And maybe that is the gallery’s real quality – a heightened emptiness. What the British brutalist architects Alison and Peter Smithson termed a ‘charged void’. There are other replica Parthenons – a concrete one in Nashville for example, that feels both stenographically light and materially heavy – but there are no other ghost Parthenons, as far as I know.
If the marbles, over their two centuries in Britain, had not become so bound up with nationalism, so apparently central to the fabrication of British identity and culture, like so much of the other appropriated, looted or otherwise contested content of our museums, it would be easy just to give them back to Athens where there is a space ready to receive them. But could the emptying out of the Duveen Gallery provide an opportunity to create a space no longer dominated by narratives of imperialism and power? Or, more precisely, the place in which exactly those questions might be interrogated?
Void-as-museum is not a new strategy. Think of the huge emptiness created in the heart of the old Bankside Power Station when it was converted into Tate Modern at the turn of the millennium. Excavating the already large turbine hall created a space in which the scale of old industrial production was transferred to cultural production. And in doing so, it demanded a new kind of art emerge that could respond. Two decades later though, post-industrial cultural spaces don’t have the same spark. But a post-museum cultural space, now that would be something. Perhaps, indeed, it should be the next thing.
Since Tate Modern opened in 2000, the idea of the museum has been propelled by frantic expansionism: vast new acres of galleries, ever-bigger blockbuster shows, demands for ever-increasing visitor numbers and revenue streams. Much of this is propped up by individual benefactors, corporate sponsors with wealth derived from oil, pharmaceuticals, banking and cheap labour. This idea of growth – especially in a post pandemic world – has created structural tensions that threaten the very model of the museum they intend to support. Even in its pomp, the museum as a form of spectacular entertainment, forever chasing something bigger, had become banal. It’s the other things that have begun to capture the imagination of curators – collection centres where the backstage machinations of cultural production are made visible, engagement with communities and places outside of the museum walls are all signs of a new emerging idea of what such an institution might be.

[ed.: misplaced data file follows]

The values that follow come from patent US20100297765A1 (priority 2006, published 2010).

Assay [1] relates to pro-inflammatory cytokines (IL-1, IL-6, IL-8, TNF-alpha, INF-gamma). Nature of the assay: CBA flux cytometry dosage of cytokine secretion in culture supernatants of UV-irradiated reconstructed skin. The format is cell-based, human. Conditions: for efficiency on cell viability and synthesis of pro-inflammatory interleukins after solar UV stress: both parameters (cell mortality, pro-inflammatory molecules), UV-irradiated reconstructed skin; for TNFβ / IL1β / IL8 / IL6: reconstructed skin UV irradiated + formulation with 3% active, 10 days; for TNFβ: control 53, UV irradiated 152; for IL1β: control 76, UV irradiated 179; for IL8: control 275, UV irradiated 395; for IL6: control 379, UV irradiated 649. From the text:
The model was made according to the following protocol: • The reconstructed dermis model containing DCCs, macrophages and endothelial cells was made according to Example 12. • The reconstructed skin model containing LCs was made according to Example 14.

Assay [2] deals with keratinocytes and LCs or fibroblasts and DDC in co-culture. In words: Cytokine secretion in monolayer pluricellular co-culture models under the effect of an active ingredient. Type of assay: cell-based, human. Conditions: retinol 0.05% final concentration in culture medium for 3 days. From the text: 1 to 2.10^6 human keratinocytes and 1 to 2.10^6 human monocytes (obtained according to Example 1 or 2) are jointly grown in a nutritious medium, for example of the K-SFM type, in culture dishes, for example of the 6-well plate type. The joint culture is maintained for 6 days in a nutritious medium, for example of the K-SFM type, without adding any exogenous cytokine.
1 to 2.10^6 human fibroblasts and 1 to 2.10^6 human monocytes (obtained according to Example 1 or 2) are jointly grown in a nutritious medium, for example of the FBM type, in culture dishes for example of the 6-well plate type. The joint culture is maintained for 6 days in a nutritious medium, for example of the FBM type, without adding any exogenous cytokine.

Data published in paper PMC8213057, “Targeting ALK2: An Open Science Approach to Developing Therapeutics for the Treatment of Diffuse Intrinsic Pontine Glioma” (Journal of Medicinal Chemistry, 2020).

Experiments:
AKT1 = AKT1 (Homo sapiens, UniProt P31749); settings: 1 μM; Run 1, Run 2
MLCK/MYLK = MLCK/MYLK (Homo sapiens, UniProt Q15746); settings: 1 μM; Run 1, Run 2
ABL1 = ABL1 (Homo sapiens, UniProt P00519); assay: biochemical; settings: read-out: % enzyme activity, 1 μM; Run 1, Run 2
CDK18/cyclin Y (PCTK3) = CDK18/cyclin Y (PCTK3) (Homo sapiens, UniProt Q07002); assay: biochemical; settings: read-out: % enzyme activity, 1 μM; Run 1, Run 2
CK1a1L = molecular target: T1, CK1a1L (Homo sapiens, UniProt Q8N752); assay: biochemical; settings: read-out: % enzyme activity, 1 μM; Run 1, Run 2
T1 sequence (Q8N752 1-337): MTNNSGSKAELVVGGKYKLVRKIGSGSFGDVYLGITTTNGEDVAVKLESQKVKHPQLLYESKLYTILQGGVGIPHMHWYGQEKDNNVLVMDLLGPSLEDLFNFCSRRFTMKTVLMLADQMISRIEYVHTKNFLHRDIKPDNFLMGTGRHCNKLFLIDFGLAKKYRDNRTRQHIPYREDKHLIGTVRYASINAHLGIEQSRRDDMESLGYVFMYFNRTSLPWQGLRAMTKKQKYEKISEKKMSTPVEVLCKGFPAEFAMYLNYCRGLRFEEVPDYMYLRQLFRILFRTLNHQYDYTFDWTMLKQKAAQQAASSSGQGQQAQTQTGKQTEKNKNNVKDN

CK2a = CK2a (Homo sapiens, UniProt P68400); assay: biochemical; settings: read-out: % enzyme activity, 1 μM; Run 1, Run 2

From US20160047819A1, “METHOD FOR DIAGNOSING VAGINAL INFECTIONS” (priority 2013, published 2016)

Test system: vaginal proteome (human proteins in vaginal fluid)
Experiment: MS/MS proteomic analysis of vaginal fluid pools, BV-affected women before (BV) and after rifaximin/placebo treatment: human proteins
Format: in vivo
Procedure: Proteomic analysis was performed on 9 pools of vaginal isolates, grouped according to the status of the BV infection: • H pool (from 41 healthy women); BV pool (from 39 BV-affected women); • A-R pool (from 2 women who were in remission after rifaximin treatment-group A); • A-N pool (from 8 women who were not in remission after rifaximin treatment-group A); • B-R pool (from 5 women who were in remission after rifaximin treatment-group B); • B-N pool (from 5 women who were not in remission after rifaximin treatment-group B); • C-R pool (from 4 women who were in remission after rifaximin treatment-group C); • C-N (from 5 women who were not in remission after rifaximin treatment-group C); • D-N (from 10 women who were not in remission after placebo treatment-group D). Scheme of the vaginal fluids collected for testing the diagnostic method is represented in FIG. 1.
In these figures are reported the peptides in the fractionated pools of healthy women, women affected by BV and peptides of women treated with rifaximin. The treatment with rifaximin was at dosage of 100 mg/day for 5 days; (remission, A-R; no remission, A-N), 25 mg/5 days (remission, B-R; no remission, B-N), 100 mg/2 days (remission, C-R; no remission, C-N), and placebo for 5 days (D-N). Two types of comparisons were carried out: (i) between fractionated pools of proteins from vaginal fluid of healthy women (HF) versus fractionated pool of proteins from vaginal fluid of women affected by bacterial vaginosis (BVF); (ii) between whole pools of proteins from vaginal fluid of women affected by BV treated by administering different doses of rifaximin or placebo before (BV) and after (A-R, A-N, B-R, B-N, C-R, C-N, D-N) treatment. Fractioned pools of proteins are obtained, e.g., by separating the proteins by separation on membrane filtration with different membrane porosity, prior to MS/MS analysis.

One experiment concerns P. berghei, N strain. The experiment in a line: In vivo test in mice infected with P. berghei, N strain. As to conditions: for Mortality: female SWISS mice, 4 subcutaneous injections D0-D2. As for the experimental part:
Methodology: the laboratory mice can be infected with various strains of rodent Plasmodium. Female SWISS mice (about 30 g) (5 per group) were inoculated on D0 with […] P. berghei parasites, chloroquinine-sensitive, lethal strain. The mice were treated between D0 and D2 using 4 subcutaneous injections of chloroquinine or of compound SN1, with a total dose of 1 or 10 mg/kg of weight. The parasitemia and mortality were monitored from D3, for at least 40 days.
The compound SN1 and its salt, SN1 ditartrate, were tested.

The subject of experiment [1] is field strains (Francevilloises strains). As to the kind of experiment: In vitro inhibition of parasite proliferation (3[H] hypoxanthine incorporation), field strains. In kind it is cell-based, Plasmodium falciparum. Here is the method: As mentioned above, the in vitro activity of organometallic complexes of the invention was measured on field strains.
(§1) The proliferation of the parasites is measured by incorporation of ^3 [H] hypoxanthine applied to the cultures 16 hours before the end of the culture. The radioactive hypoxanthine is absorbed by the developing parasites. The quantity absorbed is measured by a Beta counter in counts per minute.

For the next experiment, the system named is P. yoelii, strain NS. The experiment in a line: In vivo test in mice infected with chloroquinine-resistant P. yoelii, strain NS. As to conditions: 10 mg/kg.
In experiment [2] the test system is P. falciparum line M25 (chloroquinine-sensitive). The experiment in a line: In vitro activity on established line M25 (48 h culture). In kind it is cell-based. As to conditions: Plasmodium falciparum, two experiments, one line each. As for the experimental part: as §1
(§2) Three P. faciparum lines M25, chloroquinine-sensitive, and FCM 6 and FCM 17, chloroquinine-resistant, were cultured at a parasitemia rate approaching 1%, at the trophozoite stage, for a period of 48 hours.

Duveen’s Parthenon gallery, with its intrinsic architectural reversals might be the ideal place to start this experiment, using the architecture of the museum itself as the tool to unravel the embedded ideologies of the museum. Recognising and rejecting, for example, its original ambition to be ‘central’, acknowledging that the institution and the ideologies that created it are now unsure of their place in the world. Released from its role as a patrician trophy cabinet and national treasure, its emptiness could become a space for other ways of reflecting on history.
But equally it might offer an opportunity to explore alternative possibilities of the museum: to reverse the Enlightenment trajectory of the museum as a site for the top-down production and policing of knowledge, as a public space, in which history is a spectacle, disseminating the aura of the authentic, so that the past is used to fabricate the future, a future fixated with objects. Most of all it offers the chance to accept doubt and to project questions into the spaces in which history is narrated. Which, in turn might lead to a different kind of public space in which many more narratives might be explored.